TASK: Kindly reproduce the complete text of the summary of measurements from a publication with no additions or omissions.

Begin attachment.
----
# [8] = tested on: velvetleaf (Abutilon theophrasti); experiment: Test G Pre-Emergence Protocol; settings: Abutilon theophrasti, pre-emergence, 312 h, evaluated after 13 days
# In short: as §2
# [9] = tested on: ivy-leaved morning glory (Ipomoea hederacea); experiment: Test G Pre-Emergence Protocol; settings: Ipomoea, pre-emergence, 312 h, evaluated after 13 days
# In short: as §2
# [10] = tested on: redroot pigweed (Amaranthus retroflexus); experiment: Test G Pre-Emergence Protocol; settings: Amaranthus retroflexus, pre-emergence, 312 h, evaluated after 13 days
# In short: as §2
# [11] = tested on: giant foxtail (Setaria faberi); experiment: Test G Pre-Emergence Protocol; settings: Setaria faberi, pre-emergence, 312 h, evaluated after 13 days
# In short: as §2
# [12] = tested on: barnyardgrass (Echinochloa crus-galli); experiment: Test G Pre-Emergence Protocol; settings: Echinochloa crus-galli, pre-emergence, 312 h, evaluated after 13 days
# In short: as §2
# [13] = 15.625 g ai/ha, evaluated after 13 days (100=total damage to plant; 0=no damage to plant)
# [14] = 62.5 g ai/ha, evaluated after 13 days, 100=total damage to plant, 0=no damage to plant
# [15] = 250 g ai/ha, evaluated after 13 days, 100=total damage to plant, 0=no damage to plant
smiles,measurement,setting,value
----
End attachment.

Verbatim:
# [8] = tested on: velvetleaf (Abutilon theophrasti); experiment: Test G Pre-Emergence Protocol; settings: Abutilon theophrasti, pre-emergence, 312 h, evaluated after 13 days
# In short: as §2
# [9] = tested on: ivy-leaved morning glory (Ipomoea hederacea); experiment: Test G Pre-Emergence Protocol; settings: Ipomoea, pre-emergence, 312 h, evaluated after 13 days
# In short: as §2
# [10] = tested on: redroot pigweed (Amaranthus retroflexus); experiment: Test G Pre-Emergence Protocol; settings: Amaranthus retroflexus, pre-emergence, 312 h, evaluated after 13 days
# In short: as §2
# [11] = tested on: giant foxtail (Setaria faberi); experiment: Test G Pre-Emergence Protocol; settings: Setaria faberi, pre-emergence, 312 h, evaluated after 13 days
# In short: as §2
# [12] = tested on: barnyardgrass (Echinochloa crus-galli); experiment: Test G Pre-Emergence Protocol; settings: Echinochloa crus-galli, pre-emergence, 312 h, evaluated after 13 days
# In short: as §2
# [13] = 15.625 g ai/ha, evaluated after 13 days (100=total damage to plant; 0=no damage to plant)
# [14] = 62.5 g ai/ha, evaluated after 13 days, 100=total damage to plant, 0=no damage to plant
# [15] = 250 g ai/ha, evaluated after 13 days, 100=total damage to plant, 0=no damage to plant
smiles,measurement,setting,value